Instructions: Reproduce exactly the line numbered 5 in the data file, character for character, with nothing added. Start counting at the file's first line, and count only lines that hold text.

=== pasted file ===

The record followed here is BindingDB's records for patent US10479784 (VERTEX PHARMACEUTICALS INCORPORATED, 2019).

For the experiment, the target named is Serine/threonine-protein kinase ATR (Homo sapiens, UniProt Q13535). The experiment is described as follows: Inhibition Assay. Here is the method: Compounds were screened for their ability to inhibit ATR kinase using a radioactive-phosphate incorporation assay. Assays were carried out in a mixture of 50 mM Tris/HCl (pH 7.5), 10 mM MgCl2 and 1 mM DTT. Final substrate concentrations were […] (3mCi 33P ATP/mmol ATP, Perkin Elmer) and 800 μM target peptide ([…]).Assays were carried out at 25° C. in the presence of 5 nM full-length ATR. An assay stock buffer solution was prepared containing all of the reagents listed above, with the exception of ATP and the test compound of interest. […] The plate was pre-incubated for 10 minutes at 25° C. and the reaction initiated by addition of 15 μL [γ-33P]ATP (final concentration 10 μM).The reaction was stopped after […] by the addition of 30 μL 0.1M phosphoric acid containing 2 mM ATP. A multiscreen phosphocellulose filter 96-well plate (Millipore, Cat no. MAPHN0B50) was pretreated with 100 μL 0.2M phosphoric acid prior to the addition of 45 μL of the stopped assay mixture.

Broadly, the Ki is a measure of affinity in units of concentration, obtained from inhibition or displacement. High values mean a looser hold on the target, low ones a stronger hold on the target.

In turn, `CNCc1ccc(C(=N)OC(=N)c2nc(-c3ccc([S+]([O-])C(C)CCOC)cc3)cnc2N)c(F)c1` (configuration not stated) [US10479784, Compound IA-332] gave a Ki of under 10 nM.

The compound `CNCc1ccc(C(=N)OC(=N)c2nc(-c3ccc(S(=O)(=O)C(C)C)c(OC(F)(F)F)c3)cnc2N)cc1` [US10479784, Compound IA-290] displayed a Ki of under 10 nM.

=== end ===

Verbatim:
The compound `CNCc1ccc(C(=N)OC(=N)c2nc(-c3ccc(S(=O)(=O)C(C)C)c(OC(F)(F)F)c3)cnc2N)cc1` [US10479784, Compound IA-290] displayed a Ki of under 10 nM.